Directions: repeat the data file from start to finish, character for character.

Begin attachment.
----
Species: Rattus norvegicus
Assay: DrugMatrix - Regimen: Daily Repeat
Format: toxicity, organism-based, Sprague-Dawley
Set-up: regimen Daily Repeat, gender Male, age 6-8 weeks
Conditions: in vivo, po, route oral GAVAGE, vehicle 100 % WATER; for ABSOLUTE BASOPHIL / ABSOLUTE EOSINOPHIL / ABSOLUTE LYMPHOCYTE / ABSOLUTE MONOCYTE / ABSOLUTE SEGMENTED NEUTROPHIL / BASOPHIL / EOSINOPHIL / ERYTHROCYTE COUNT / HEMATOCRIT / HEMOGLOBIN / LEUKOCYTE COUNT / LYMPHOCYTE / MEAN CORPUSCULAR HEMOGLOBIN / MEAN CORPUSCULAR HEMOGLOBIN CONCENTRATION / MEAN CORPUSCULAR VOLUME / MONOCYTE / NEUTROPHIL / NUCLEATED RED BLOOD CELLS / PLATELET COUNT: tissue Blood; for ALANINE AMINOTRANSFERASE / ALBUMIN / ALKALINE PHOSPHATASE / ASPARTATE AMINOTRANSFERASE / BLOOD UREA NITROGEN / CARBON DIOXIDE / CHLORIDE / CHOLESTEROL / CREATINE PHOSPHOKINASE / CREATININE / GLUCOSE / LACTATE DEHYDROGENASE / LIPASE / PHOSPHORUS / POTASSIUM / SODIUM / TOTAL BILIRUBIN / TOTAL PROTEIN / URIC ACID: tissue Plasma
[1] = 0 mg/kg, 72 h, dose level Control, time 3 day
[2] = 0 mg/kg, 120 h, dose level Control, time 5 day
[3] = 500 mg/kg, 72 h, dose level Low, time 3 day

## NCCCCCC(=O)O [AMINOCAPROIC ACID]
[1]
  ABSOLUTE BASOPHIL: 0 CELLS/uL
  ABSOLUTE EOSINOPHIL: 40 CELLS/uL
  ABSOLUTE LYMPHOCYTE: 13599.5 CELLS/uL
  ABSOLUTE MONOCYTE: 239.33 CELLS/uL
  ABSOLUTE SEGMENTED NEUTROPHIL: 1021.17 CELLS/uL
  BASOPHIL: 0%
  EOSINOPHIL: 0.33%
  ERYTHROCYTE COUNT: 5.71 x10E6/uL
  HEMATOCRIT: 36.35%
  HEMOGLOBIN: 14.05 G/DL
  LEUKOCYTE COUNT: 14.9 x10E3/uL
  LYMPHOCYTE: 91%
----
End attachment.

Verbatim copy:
Species: Rattus norvegicus
Assay: DrugMatrix - Regimen: Daily Repeat
Format: toxicity, organism-based, Sprague-Dawley
Set-up: regimen Daily Repeat, gender Male, age 6-8 weeks
Conditions: in vivo, po, route oral GAVAGE, vehicle 100 % WATER; for ABSOLUTE BASOPHIL / ABSOLUTE EOSINOPHIL / ABSOLUTE LYMPHOCYTE / ABSOLUTE MONOCYTE / ABSOLUTE SEGMENTED NEUTROPHIL / BASOPHIL / EOSINOPHIL / ERYTHROCYTE COUNT / HEMATOCRIT / HEMOGLOBIN / LEUKOCYTE COUNT / LYMPHOCYTE / MEAN CORPUSCULAR HEMOGLOBIN / MEAN CORPUSCULAR HEMOGLOBIN CONCENTRATION / MEAN CORPUSCULAR VOLUME / MONOCYTE / NEUTROPHIL / NUCLEATED RED BLOOD CELLS / PLATELET COUNT: tissue Blood; for ALANINE AMINOTRANSFERASE / ALBUMIN / ALKALINE PHOSPHATASE / ASPARTATE AMINOTRANSFERASE / BLOOD UREA NITROGEN / CARBON DIOXIDE / CHLORIDE / CHOLESTEROL / CREATINE PHOSPHOKINASE / CREATININE / GLUCOSE / LACTATE DEHYDROGENASE / LIPASE / PHOSPHORUS / POTASSIUM / SODIUM / TOTAL BILIRUBIN / TOTAL PROTEIN / URIC ACID: tissue Plasma
[1] = 0 mg/kg, 72 h, dose level Control, time 3 day
[2] = 0 mg/kg, 120 h, dose level Control, time 5 day
[3] = 500 mg/kg, 72 h, dose level Low, time 3 day

## NCCCCCC(=O)O [AMINOCAPROIC ACID]
[1]
  ABSOLUTE BASOPHIL: 0 CELLS/uL
  ABSOLUTE EOSINOPHIL: 40 CELLS/uL
  ABSOLUTE LYMPHOCYTE: 13599.5 CELLS/uL
  ABSOLUTE MONOCYTE: 239.33 CELLS/uL
  ABSOLUTE SEGMENTED NEUTROPHIL: 1021.17 CELLS/uL
  BASOPHIL: 0%
  EOSINOPHIL: 0.33%
  ERYTHROCYTE COUNT: 5.71 x10E6/uL
  HEMATOCRIT: 36.35%
  HEMOGLOBIN: 14.05 G/DL
  LEUKOCYTE COUNT: 14.9 x10E3/uL
  LYMPHOCYTE: 91%